Example: You the Appraiser Coach……why are you not making a living wage off doing appraisals only.
    The Guy who taught my USPAP class last year…..He is an General Appraiser, a Realtor, a Property Manager , a USPAP instructor ETC:
    Has a large office and a staff. He cannot always take a pay check as there is not enough funds to go around a lot of the time. He is now paying office staff overseas to cut costs. Anything wrong with that picture?

    Economics 101……We are not charging enough money! Neither is anyone else. I do 6-8 files a month and I do not need to do anymore. I almost NEVER work for AMC’s, and sometimes I sell or buy real estate as I have a license. But no I will not work for anything south of $400. FHA is $650. New construction is based on how large the house is going to be. It takes more time.
    Every year my business grows, as more people bankrupt them themselves. I pick what I will do based on what is most challenging. After 28 years, this stuff gets boring as we do more of other peoples jobs such as Title Work and FHA Building inspections. Its the Scope Creep that eats every ones time, AMC’s that steal your profit, and not charging enough that causes the demise of today’s Appraisal Practices. All the hairdressers I know pay $13.00 for their license and make $80,000-$100,000 a year.

    1. Debbie is right.

      I have said this before and I will say it again. Diversify your practice. We have a strict policy against working for AMC’s. If it says management anything on the caller ID we won’t even answer the phone. By the way, we also don’t work for clients that require us to pay to get the assignment (appraisalport and Mercury network are an unnecessary drain on my time and my compensation). We have a diverse list of clients that range from banks (that don’t use AMC’s) to Attorneys and individuals. Trust me, the fewer of us that work for peanuts the better we will be compensated.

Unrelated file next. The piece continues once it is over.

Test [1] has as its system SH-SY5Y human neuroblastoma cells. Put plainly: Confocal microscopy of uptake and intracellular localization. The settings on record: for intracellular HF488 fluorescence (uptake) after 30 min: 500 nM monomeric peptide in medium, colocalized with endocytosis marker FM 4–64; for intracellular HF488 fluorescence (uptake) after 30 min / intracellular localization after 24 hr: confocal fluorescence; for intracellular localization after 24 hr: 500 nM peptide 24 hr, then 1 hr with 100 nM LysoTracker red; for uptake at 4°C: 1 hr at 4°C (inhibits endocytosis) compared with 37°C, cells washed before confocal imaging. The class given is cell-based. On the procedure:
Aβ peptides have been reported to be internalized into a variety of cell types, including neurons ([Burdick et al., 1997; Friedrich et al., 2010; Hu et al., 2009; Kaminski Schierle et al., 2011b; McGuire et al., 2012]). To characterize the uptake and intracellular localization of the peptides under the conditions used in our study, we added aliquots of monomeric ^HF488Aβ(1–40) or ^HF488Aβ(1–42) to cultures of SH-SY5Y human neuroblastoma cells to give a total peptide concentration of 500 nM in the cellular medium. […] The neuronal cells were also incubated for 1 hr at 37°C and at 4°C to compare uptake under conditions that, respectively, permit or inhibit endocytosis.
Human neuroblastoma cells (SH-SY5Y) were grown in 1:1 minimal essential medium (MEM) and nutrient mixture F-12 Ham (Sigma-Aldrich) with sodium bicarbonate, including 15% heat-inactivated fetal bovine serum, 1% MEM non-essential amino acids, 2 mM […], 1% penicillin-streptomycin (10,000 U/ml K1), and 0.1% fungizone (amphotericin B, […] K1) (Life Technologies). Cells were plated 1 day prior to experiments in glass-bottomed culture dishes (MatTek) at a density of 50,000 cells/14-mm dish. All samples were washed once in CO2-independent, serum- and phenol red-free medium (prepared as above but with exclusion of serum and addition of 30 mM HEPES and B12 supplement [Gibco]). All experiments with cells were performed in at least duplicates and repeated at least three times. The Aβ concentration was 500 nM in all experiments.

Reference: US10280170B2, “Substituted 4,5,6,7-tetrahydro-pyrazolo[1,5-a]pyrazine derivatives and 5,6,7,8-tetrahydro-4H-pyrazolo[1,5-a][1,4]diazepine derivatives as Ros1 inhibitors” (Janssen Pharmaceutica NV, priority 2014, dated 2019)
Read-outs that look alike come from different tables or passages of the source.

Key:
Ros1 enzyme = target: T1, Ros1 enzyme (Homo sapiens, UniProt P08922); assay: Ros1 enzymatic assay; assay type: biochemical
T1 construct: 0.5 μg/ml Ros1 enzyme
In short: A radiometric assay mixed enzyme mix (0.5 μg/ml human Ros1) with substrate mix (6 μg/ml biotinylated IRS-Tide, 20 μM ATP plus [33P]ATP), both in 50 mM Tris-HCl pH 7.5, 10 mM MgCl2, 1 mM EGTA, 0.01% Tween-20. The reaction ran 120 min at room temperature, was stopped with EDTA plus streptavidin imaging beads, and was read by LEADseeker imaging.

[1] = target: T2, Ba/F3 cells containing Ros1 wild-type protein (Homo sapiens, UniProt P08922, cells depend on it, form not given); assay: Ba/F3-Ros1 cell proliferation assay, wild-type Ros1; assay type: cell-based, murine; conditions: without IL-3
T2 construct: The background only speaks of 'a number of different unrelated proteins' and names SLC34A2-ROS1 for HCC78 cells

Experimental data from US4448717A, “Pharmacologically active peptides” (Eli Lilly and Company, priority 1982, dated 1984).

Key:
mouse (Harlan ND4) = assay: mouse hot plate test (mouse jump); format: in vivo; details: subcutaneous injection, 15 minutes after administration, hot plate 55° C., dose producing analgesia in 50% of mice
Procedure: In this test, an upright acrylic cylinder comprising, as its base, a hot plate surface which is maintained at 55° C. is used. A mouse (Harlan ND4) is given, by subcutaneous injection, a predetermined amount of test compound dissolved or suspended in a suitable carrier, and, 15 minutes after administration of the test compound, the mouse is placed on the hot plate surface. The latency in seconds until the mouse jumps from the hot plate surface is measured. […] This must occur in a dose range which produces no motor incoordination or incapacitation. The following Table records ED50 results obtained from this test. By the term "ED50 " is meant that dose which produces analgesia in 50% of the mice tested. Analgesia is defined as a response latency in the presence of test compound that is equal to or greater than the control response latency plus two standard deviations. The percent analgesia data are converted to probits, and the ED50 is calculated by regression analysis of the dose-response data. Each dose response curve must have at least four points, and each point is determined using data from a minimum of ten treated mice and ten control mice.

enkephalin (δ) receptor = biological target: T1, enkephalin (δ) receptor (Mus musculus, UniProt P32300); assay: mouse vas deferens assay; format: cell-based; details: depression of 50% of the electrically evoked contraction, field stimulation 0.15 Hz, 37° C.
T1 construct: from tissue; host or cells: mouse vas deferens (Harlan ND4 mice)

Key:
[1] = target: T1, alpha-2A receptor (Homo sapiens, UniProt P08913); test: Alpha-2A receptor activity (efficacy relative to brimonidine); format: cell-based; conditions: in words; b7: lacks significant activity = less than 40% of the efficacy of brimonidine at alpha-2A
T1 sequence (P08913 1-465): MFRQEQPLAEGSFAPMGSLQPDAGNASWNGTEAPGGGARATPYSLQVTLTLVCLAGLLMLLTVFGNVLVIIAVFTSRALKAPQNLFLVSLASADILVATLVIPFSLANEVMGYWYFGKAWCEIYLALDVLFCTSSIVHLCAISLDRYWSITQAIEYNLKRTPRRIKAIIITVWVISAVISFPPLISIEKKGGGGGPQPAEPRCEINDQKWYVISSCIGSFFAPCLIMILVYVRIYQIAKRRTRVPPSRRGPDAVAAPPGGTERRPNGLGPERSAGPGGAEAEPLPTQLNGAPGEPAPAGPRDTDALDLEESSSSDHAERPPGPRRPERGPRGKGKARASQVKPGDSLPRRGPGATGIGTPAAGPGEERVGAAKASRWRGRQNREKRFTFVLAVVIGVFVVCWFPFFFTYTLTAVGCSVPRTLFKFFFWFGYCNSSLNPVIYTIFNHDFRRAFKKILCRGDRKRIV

Another issue residential appraisers should be thinking about is being replaced by automated valuation programs using data that you collected and provided to Fannie and Freddie. Eventually the function of the residential appraiser will be reduced to measuring and verifying the condition of the property. I once had a computer programmer that worked for Wal Mart tell me “we can model anything”. Every advancement in data collection and publication is one step closer to the major residential appraisal user’s ability to bypass us.

      I know this will be controversial but all most residential appraisers are doing now is looking at the property and completing independent comp check anyway. There is very little due diligence completed, no independent market analysis, no determination of highest and best use, no real cost approach using market data and, most of the time, no income approach. How do I know that? I have paid for many appraisals over my 20 year career in real estate and most of the time they were nearly complete crap. So quit whining about being under paid and become a better appraiser…the pay will increase by itself. By the way, if you have the chance, become a commercial appraiser there is less competition and better pay.